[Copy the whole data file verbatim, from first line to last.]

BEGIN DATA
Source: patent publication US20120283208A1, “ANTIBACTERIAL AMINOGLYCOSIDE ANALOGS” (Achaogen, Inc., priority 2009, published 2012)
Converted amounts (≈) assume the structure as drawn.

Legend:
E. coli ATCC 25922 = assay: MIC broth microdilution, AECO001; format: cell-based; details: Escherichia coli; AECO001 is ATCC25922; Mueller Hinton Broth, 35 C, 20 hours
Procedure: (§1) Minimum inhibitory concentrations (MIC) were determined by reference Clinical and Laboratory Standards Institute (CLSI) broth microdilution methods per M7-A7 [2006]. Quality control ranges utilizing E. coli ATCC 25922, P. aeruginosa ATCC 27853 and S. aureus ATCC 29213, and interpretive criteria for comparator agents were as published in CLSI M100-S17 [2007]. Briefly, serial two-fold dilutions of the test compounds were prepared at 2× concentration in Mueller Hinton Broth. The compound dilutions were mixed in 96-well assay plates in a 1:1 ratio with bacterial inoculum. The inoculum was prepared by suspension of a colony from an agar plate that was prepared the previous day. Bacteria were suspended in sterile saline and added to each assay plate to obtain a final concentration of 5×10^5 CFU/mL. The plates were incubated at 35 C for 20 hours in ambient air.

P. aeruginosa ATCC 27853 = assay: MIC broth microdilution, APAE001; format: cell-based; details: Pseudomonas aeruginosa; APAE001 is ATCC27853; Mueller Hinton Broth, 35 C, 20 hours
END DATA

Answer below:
Source: patent publication US20120283208A1, “ANTIBACTERIAL AMINOGLYCOSIDE ANALOGS” (Achaogen, Inc., priority 2009, published 2012)
Converted amounts (≈) assume the structure as drawn.

Legend:
E. coli ATCC 25922 = assay: MIC broth microdilution, AECO001; format: cell-based; details: Escherichia coli; AECO001 is ATCC25922; Mueller Hinton Broth, 35 C, 20 hours
Procedure: (§1) Minimum inhibitory concentrations (MIC) were determined by reference Clinical and Laboratory Standards Institute (CLSI) broth microdilution methods per M7-A7 [2006]. Quality control ranges utilizing E. coli ATCC 25922, P. aeruginosa ATCC 27853 and S. aureus ATCC 29213, and interpretive criteria for comparator agents were as published in CLSI M100-S17 [2007]. Briefly, serial two-fold dilutions of the test compounds were prepared at 2× concentration in Mueller Hinton Broth. The compound dilutions were mixed in 96-well assay plates in a 1:1 ratio with bacterial inoculum. The inoculum was prepared by suspension of a colony from an agar plate that was prepared the previous day. Bacteria were suspended in sterile saline and added to each assay plate to obtain a final concentration of 5×10^5 CFU/mL. The plates were incubated at 35 C for 20 hours in ambient air.

P. aeruginosa ATCC 27853 = assay: MIC broth microdilution, APAE001; format: cell-based; details: Pseudomonas aeruginosa; APAE001 is ATCC27853; Mueller Hinton Broth, 35 C, 20 hours